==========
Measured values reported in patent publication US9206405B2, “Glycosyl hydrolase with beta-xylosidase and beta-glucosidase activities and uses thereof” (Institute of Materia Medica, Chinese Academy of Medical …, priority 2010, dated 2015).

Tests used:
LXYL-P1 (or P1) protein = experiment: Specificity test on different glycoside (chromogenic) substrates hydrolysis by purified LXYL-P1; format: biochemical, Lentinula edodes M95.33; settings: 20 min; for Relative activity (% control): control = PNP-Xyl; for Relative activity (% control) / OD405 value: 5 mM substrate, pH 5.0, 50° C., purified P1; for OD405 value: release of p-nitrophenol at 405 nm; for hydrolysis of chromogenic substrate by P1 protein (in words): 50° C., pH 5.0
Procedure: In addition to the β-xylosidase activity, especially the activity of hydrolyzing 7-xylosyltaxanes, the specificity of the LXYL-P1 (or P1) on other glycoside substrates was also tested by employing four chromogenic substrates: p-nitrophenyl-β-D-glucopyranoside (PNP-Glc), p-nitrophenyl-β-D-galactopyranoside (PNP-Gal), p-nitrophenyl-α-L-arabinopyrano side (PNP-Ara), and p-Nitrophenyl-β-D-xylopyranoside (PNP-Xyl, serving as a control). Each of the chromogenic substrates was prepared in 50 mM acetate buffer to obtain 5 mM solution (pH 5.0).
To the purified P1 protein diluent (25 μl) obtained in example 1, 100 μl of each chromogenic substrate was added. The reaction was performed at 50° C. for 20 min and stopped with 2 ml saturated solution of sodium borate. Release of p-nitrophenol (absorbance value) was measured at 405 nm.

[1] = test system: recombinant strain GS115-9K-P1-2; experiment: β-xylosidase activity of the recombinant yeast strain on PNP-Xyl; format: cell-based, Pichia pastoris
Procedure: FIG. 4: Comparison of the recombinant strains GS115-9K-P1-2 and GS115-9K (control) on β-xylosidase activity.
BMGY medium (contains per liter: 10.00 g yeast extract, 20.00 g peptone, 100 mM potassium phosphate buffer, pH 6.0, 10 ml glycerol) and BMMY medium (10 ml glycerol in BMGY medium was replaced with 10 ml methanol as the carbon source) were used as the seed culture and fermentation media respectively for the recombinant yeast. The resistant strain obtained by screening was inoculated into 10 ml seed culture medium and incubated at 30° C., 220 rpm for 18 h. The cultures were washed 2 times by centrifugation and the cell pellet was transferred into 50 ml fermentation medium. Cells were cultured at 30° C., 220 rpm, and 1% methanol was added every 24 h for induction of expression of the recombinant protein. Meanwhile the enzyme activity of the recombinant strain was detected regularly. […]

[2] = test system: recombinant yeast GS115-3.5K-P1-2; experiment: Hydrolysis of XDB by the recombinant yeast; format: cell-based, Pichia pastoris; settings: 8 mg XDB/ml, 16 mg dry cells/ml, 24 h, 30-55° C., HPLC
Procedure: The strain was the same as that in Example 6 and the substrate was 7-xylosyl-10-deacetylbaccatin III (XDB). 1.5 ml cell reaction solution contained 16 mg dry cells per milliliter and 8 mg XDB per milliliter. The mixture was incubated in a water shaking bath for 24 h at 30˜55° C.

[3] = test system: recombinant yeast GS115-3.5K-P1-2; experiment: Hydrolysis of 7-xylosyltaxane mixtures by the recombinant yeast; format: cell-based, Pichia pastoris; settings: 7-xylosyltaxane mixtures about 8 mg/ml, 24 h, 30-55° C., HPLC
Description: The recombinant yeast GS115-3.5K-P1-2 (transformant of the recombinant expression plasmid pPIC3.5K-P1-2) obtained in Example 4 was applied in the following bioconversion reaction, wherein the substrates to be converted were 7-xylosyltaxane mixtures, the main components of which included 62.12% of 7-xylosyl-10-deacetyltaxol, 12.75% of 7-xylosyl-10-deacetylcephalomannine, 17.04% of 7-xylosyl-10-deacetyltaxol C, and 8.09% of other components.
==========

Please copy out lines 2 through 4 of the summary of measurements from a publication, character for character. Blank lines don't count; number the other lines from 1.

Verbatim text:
Tests used:
LXYL-P1 (or P1) protein = experiment: Specificity test on different glycoside (chromogenic) substrates hydrolysis by purified LXYL-P1; format: biochemical, Lentinula edodes M95.33; settings: 20 min; for Relative activity (% control): control = PNP-Xyl; for Relative activity (% control) / OD405 value: 5 mM substrate, pH 5.0, 50° C., purified P1; for OD405 value: release of p-nitrophenol at 405 nm; for hydrolysis of chromogenic substrate by P1 protein (in words): 50° C., pH 5.0
Procedure: In addition to the β-xylosidase activity, especially the activity of hydrolyzing 7-xylosyltaxanes, the specificity of the LXYL-P1 (or P1) on other glycoside substrates was also tested by employing four chromogenic substrates: p-nitrophenyl-β-D-glucopyranoside (PNP-Glc), p-nitrophenyl-β-D-galactopyranoside (PNP-Gal), p-nitrophenyl-α-L-arabinopyrano side (PNP-Ara), and p-Nitrophenyl-β-D-xylopyranoside (PNP-Xyl, serving as a control). Each of the chromogenic substrates was prepared in 50 mM acetate buffer to obtain 5 mM solution (pH 5.0).